Buckwild cancellation “smells of shit,” producer says

MTV has cancelled Buckwild following the death of its star, Shain Gandee. Production was previously reported to have been suspended indefinitely.

The show’s producer isn’t happy, to say the least, saying this “smells of shit” in a fascinating Hollywood Reporter piece. He said that, as of Friday, there were plans to film four more episodes, which would be added to four that were already filmed and a special about Shain.

Executive producer J.P. Williams of Parallel Entertainment told the paper that “There was no explanation” for the cancellation, and ripped the network:

“This is the network that has shows about teen pregnancy. They’ll stick by a show that allows you to abandon a child, but a kid dies by accident doing what he does for a living [mudding] and they cancel the show? There’s something that smells of shit here on every level.”

He said he’ll continue the series, because “My job is to protect these kids… This will get ugly.”

Update: MTV officially announced the cancellation with this statement, and also announced that a special tribute to Shain will air Sunday, which consists of a marathon of the show’s first season:

“After careful consideration, MTV will not be moving forward with season two of ‘Buckwild’ in West Virginia. We love the cast and the show and this was not an easy decision, but given Shain’s tragic passing and essential presence on the show, we felt it was not appropriate to continue without him. Instead, we are working on a meaningful way to pay tribute to his memory on our air and privately.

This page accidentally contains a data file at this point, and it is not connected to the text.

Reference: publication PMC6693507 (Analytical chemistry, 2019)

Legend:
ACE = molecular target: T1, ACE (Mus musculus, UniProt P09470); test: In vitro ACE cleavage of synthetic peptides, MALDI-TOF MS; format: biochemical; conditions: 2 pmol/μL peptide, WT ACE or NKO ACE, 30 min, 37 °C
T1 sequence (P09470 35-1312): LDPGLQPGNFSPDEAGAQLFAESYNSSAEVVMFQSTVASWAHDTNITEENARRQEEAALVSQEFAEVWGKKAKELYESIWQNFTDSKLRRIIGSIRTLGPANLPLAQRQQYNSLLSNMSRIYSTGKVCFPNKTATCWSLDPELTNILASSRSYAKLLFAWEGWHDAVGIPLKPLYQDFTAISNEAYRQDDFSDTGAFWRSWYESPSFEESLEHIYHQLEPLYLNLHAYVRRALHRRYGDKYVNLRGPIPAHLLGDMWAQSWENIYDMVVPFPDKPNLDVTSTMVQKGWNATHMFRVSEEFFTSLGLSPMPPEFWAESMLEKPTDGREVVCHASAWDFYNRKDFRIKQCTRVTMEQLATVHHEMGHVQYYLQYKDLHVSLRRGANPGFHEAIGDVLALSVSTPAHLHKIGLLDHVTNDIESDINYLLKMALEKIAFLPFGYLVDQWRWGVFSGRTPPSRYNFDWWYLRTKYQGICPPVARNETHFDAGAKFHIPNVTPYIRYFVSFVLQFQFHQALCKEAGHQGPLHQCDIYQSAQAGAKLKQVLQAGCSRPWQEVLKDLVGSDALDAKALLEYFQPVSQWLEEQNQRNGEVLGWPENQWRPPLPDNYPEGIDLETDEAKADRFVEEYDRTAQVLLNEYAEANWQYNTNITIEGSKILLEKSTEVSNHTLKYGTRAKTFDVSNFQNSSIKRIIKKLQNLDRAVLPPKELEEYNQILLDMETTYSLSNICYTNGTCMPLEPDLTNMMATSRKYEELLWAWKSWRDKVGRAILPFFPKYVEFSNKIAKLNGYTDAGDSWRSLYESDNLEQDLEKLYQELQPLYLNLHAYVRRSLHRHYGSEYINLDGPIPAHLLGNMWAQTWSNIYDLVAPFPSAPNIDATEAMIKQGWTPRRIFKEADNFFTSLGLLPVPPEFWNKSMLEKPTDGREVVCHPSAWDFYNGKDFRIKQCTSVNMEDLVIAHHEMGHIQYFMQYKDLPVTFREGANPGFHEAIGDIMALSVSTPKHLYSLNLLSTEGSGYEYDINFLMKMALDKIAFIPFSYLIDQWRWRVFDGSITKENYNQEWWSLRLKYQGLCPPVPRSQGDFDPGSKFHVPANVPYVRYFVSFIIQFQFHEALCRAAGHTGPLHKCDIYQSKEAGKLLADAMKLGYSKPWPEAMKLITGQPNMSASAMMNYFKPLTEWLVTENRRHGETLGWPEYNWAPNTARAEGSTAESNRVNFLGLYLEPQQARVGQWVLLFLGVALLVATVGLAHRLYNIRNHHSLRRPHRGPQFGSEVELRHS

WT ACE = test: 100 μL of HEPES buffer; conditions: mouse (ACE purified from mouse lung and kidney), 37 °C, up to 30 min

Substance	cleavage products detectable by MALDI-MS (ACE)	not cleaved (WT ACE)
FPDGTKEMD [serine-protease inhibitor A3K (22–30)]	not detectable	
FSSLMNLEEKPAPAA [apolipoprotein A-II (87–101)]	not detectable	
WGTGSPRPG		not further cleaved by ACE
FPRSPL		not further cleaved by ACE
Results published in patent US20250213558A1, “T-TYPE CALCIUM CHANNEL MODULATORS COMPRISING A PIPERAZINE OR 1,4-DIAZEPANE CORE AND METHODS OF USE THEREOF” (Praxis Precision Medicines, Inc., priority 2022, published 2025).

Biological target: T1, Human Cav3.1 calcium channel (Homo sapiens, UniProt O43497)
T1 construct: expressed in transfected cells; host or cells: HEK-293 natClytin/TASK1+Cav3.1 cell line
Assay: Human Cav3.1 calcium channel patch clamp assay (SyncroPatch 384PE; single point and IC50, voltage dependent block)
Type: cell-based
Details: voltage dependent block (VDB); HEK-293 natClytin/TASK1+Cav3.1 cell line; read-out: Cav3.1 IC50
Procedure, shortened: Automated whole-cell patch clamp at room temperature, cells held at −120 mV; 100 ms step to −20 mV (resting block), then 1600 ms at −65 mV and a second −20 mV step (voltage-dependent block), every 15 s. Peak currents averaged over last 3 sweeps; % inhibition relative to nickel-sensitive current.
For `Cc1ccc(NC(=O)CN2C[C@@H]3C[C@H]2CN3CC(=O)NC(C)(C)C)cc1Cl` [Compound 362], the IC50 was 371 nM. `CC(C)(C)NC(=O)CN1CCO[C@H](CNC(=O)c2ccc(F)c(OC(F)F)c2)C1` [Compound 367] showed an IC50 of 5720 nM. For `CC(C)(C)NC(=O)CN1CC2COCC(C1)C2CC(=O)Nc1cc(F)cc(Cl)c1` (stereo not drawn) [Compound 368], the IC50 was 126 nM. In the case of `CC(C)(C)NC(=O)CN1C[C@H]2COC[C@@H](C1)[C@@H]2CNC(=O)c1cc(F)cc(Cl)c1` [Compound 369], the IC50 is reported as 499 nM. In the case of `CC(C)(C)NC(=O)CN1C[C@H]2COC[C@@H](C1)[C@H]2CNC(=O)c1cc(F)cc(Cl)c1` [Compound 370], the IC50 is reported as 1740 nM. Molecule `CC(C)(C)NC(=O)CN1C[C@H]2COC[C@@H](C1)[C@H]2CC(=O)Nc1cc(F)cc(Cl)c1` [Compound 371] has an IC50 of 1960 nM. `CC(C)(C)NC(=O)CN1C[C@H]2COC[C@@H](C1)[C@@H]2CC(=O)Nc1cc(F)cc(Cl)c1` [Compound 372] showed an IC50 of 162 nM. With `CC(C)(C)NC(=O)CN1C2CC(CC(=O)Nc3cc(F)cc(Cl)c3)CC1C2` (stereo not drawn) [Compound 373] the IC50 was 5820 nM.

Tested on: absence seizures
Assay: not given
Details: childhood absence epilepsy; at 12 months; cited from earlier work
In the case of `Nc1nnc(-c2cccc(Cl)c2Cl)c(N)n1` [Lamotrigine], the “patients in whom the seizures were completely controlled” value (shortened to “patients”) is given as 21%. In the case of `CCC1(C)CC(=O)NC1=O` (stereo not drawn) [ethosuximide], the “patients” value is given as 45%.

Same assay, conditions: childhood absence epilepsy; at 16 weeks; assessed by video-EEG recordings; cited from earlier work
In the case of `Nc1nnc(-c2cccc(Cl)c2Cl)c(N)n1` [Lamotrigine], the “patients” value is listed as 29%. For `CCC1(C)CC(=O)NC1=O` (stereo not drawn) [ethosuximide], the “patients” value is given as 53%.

On Sunday, we will be running a special, ‘Buckwild: WV to the NYC,’ which was shot before production had begun on season two. With the support of his parents, Dale and Loretta Gandee, we will run the tribute following a day of programming dedicated to Shain in which we will air the entire first season of ‘Buckwild.'”

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about the writer

Andy Dehnart is a journalist who has covered reality television for more than 15 years and created reality blurred in 2000. A member of the Television Critics Association, his writing and criticism about television, culture, and media has appeared on NPR and in Playboy, Buzzfeed, and many other publications. Andy, 36, also directs the journalism program at Stetson University in Florida, where he teaches creative nonfiction and journalism. He has an M.F.A. in nonfiction writing and literature from Bennington College. More about reality blurred and Andy.